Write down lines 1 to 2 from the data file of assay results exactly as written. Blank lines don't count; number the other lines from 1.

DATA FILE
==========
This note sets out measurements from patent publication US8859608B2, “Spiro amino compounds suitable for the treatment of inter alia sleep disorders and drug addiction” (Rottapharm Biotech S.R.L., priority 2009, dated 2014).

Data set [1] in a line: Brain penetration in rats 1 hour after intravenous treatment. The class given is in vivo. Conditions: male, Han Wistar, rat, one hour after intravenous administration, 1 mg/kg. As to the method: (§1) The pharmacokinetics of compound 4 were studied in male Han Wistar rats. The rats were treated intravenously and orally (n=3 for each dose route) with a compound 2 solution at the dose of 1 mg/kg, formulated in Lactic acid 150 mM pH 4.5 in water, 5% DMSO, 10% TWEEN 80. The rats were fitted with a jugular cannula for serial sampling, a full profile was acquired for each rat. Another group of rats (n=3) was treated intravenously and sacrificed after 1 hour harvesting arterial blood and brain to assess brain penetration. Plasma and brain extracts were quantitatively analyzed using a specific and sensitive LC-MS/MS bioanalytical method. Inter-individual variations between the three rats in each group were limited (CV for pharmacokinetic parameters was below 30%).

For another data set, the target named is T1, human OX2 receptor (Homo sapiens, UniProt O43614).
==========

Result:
This note sets out measurements from patent publication US8859608B2, “Spiro amino compounds suitable for the treatment of inter alia sleep disorders and drug addiction” (Rottapharm Biotech S.R.L., priority 2009, dated 2014).

Data set [1] in a line: Brain penetration in rats 1 hour after intravenous treatment. The class given is in vivo. Conditions: male, Han Wistar, rat, one hour after intravenous administration, 1 mg/kg. As to the method: (§1) The pharmacokinetics of compound 4 were studied in male Han Wistar rats. The rats were treated intravenously and orally (n=3 for each dose route) with a compound 2 solution at the dose of 1 mg/kg, formulated in Lactic acid 150 mM pH 4.5 in water, 5% DMSO, 10% TWEEN 80. The rats were fitted with a jugular cannula for serial sampling, a full profile was acquired for each rat. Another group of rats (n=3) was treated intravenously and sacrificed after 1 hour harvesting arterial blood and brain to assess brain penetration. Plasma and brain extracts were quantitatively analyzed using a specific and sensitive LC-MS/MS bioanalytical method. Inter-individual variations between the three rats in each group were limited (CV for pharmacokinetic parameters was below 30%).